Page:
Two young (25 & 32 years) otherwise healthly individuals with no immune compromising conditions developed severe illness requiring hospitalization.  Both cases reported consuming Brand A raw whole walnuts daily during their exposure period. 

All cases, except one 6 year-old individual, are over the age of 18 years.  This 6 year-old does not like eating meat or beans so the parent reports sprinkling raw whole walnuts that she has crushed into dust on the child’s cereal each morning to provide extra protein.

C.5 Strength of association:  A higher than expected proportion of cases report the food exposure.

[]Strong [X] Moderate [] Weak

Provide supporting evidence:

  • Has an analytical study been conducted? [] Yes [X] No
  • Do data exist that estimate the proportion of the general population who eat the food or similar foods (e.g., Foodbook, FoodNet Canada, FoodNet USA, other)? [X] Yes [] No

Based on the US Food Atlas 2006-2007, 23% (95% confidence interval) of the population are estimated to have consumed walnuts in the previous 7 day period.  FoodNet Canada’s food consumption survey conducted in Waterloo, ON, 2006 found walnuts were consumed by 15% (95% confidence interval) of the general population in the previous 7 day period. Among outbreak cases, 77% of cases reported eating walnuts in the 10 days before symptom onset.  When the proportion of cases reporting walnut consumption in this investigation is compared to the US Food Atlas results for walnut consumption, the difference in proportions is significant (p<0.05). The population data may not accurately represent food consumption patterns among the outbreak population (7 day vs 10 day exposure period, historical data, different geographic area) but are the best available data. 

C.6 Consideration of alternate explanations:  Other plausible hypotheses have been adequately ruled out.

[X]Strong [] Moderate [] Weak

Provide supporting evidence:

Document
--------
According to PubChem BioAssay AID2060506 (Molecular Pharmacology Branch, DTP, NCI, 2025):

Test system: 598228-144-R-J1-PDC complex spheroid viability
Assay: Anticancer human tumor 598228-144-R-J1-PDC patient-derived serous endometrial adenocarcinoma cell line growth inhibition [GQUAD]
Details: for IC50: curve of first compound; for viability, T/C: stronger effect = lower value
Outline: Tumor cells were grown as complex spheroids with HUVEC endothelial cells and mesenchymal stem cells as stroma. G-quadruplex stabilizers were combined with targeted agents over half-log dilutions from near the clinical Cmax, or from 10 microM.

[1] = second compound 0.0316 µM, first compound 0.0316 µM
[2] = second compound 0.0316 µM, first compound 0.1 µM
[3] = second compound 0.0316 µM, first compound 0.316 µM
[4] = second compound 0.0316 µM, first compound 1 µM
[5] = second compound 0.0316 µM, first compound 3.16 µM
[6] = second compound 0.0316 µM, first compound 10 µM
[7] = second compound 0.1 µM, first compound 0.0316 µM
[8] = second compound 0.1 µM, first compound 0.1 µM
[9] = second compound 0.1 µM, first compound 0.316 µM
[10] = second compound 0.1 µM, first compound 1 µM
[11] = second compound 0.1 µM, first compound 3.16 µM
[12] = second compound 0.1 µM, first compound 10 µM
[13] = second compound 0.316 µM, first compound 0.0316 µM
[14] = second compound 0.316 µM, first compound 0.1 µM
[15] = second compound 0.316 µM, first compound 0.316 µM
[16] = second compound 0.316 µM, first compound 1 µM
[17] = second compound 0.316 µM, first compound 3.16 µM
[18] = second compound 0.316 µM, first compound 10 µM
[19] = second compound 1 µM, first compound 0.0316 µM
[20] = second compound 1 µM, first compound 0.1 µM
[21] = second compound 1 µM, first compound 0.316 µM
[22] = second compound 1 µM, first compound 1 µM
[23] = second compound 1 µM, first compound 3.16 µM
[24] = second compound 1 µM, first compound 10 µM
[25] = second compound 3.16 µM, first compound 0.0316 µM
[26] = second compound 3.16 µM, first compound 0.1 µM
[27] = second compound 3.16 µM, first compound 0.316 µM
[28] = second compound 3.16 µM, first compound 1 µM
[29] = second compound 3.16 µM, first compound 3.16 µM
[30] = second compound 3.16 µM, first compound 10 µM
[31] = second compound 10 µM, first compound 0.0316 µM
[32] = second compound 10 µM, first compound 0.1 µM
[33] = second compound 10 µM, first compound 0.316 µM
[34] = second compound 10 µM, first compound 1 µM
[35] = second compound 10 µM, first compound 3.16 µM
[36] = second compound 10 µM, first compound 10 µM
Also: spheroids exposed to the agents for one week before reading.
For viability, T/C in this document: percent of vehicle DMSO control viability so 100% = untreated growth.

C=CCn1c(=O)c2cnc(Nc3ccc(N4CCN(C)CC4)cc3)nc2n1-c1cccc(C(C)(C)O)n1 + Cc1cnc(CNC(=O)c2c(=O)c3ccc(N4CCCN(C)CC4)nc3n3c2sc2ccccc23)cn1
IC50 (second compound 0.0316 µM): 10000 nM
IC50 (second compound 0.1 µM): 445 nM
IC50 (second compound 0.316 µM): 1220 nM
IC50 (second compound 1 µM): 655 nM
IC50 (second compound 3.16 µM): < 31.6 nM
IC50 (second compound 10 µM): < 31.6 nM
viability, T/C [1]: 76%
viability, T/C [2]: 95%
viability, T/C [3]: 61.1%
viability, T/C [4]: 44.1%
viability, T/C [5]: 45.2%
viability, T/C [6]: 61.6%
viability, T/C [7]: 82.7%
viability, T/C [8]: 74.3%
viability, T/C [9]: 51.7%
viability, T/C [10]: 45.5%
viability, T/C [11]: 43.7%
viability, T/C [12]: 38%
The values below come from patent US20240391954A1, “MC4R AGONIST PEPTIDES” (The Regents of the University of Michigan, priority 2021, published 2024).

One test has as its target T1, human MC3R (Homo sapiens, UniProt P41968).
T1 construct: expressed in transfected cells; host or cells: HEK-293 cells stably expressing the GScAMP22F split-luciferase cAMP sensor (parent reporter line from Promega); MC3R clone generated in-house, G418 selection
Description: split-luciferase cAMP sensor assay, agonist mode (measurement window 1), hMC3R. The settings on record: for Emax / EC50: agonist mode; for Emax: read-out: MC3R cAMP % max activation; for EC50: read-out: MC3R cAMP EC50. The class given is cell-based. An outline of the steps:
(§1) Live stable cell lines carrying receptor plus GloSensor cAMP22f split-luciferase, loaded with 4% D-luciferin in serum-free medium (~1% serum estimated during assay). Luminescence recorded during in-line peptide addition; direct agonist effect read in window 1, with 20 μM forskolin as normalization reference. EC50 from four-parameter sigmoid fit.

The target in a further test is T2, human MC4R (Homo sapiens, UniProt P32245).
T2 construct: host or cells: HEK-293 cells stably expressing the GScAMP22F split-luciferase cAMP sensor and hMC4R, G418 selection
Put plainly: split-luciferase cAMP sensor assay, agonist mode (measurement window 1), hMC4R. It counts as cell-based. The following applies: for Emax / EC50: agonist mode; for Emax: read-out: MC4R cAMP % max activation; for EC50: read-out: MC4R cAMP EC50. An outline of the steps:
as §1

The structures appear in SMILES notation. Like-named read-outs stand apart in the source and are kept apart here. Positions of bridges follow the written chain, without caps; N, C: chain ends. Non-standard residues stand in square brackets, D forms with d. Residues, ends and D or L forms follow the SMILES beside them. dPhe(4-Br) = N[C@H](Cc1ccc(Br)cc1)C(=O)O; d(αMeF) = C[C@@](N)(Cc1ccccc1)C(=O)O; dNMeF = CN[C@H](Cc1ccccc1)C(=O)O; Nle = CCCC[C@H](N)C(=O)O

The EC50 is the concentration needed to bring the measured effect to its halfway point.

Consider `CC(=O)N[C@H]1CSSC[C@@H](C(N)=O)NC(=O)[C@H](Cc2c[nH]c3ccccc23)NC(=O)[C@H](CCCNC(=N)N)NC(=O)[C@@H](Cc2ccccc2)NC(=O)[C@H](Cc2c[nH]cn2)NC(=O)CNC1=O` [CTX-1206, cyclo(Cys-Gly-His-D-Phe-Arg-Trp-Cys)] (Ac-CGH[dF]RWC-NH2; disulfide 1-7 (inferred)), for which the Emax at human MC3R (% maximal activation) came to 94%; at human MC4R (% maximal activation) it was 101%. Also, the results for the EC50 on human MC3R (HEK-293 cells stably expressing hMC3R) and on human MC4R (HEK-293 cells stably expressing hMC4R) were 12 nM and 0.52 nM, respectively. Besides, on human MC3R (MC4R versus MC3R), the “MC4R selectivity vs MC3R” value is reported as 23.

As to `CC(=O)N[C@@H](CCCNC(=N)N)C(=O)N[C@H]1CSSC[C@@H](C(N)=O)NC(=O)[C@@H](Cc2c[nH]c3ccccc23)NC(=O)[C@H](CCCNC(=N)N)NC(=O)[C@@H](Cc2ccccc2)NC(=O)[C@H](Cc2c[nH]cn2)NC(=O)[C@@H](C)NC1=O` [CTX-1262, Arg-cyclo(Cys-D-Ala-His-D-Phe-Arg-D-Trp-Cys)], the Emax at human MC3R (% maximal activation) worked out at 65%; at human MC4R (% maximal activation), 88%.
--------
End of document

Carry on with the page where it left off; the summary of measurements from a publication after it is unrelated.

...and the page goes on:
All cases completed an outbreak questionnaire which addressed common risk factors for E. coli O157:H7 (beef, leafy greens, sprouts, unpastuerized dairy products, etc.) as well as 8 different varieties of nuts and seeds, and 10 different nut-containing foods including granola bars and dry cereals.  Exposure frequencies for these other food items were <60% (see attached epi summary), except for beef which was reported by 72% of cases.  However, multiple different forms and brands of beef were reported.  The first nine cases also completed the reporting jurisdiction’s routine enteric case interview forms which included open-ended food histories and questions addressing consumption of >15 additional food items.  In addition, extensive food histories were obtained for the three most recently reported cases. A review of the three extensive hypothesis-generating questionnaires in combination with a review of all other case interview forms did not reveal other common exposures.  The granola and cereal consumed by cases included a variety of different brands containing a variety of different ingredients. 


D. Is there strong epidemiological evidence that the [suspect food] is the vehicle of infection for this outbreak? [X] Yes [] Additional evidence needed

State any additional conclusions that can be made regarding specific details of the suspect food (e.g., product, purchase locations, purchase time periods, origin of the food):

Including a case reported in the United States, cases reported eating three different brands of walnuts and a common link between all three brands has not yet been identified. It is possible that the point of contamination is further upstream of the Canadian company that imports walnuts and packages them as Brand A. 

Purchase dates and locations of Brand A walnuts have been provided in the line list.

Briefly highlight any important gaps in the evidence:

Additional shopper/loyalty card information to confirm brand names is being sought for three cases.

E. Additional considerations:

There has been national media attention regarding the possible association of brand A walnuts and human illness. It is possible that public communications about brand A walnuts may be biasing individuals’ memory regarding their food exposures (i.e, more likely to recall walnuts and brand A information).

Samples of leftover walnuts in open, labelled packages have been collected from the home of two cases. Laboratory results are pending on these samples.